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Oil spill traced to corruption, incompetence

August 28, 2006

BIG DEAL
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By DAN MARIANO

PROBERS would be well advised to place the owner of Solar I, Sunshine Marine Development Corp., under close scrutiny too. They need to review the company’s track record and find out if its other tankers are seaworthy.

Officials of the Department of Environment and Natural Resources investigating the Guimaras oil spill have promised to release the results of their inquiry sometime this week.

If the DENR officials make good on their promise, it would be an improvement over the investigation of a similar incident on December 18 last year when a barge of the state-owned National Power Corp. ran aground off Semirara island. The NAPOCOR barge spilled 364,000 liters of fuel and ruined vast stretches of the coast of Antique province.

Informed quarters, however, doubt that DENR would be able to wrap up its probe of the Guimaras oil spill as quickly as promised. They point out that the investigation of the Semirara incident took at least three months to complete—and the results were widely regarded as insufficient since they produced no new policy, standards or practices that would have prevented more oil spills.

Case in point: The oil spill from the MT Solar I, which sank in rough seas August 11, has affected over 200 kilometers of the Guimaras coastline, including beaches and mangroves—killing wildlife and disrupting the livelihood of at least 10,000 Guimareños. Nearly a week after the tanker sank, the cleanup has been described as spotty, haphazard and ineffective. Worse, the oil spill happened right smack in the middle of the monsoon season, raising the danger of the slick spreading to other islands.

The DENR probe of the Guimaras oil spill is focused on the ecological destruction wrought by the oil spill. However, the investigators should not stop there. In the first place, industry sources said, Solar I should not have been contracted by Petron Corp. to transport oil. Sources described the obsolete, single-hull tanker as a disaster waiting to happen. And happen the disaster did.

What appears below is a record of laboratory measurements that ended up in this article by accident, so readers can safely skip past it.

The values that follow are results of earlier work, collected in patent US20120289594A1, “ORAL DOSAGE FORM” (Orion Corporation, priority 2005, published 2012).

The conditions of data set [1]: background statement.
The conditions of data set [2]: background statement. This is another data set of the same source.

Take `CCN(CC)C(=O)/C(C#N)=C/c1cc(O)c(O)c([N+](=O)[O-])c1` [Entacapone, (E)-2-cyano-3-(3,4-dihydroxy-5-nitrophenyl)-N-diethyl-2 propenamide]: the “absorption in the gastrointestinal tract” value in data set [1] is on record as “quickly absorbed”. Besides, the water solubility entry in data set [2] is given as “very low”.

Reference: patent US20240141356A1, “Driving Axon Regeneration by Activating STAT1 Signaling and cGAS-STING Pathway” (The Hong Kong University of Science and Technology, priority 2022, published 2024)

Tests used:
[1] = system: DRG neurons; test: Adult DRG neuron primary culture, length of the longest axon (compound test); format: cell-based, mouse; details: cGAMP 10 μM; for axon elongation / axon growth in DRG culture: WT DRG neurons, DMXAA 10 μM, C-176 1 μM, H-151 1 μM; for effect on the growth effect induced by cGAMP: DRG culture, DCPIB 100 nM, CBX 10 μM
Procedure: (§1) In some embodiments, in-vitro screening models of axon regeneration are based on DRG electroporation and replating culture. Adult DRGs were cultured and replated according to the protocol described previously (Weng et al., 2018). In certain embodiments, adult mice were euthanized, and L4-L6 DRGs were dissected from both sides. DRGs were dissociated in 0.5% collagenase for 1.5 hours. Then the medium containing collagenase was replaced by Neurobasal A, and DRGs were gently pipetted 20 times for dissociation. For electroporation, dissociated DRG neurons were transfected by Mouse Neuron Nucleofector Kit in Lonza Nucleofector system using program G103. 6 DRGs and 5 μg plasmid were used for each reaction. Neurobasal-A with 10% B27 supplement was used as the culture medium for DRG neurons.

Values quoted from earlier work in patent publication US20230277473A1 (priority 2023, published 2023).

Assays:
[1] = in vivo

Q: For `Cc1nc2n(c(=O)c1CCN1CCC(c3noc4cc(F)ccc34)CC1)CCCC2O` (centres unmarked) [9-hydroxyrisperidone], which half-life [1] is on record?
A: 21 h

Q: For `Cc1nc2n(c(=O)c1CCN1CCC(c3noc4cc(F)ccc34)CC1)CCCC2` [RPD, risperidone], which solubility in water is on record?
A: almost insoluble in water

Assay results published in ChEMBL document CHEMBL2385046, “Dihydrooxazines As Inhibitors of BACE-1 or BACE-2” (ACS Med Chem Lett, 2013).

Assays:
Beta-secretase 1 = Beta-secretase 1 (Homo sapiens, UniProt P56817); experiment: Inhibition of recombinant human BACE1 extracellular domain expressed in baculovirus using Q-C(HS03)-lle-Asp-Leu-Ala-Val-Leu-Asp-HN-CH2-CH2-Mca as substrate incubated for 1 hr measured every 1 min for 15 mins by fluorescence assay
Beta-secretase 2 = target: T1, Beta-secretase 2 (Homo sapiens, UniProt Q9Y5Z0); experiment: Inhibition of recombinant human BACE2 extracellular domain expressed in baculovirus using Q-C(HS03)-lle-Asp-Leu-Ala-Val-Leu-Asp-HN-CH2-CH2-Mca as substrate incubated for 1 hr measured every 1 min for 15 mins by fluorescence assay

The Petron-chartered tanker was carrying 2.1 million liters of oil when it sank in the Guimaras Strait. As of noon Friday, the Philippine Coast Guard estimated that over 200,000 liters of oil have already leaked into the waters of Western Visayas. Some 1.9 million liters remain in the tanker’s nine other compartments. But if the vessel is not raised soon, the remaining oil could also spill out and cause even more widespread destruction.

The problem is that similarly decrepit tankers remain under contract with Petron and other oil companies to ferry petroleum products from depots in Luzon to islands throughout the archipelago. In other countries, petroleum products are transported in more modern, double-hull tankers, which can better withstand the vagaries of weather than their single-hull counterparts.

Why has Petron, which is jointly owned by the Philippine government and Saudi Aramco, contracted obsolete, single-hull tankers to ferry oil products from island to island? Answering that question will require looking into who approves multimillion-peso tanker contracts. There is talk in industry circles of kickbacks and “syndicates,” which not only allow vessels of questionable seaworthiness to service Petron but also engage in other criminal activities such as pilferage, hijacking and smuggling. These are serious charges, to say the least.

(Originally published on ABS-CBN News web site on Aug. 26, 2006. Click here for the rest of the column.)

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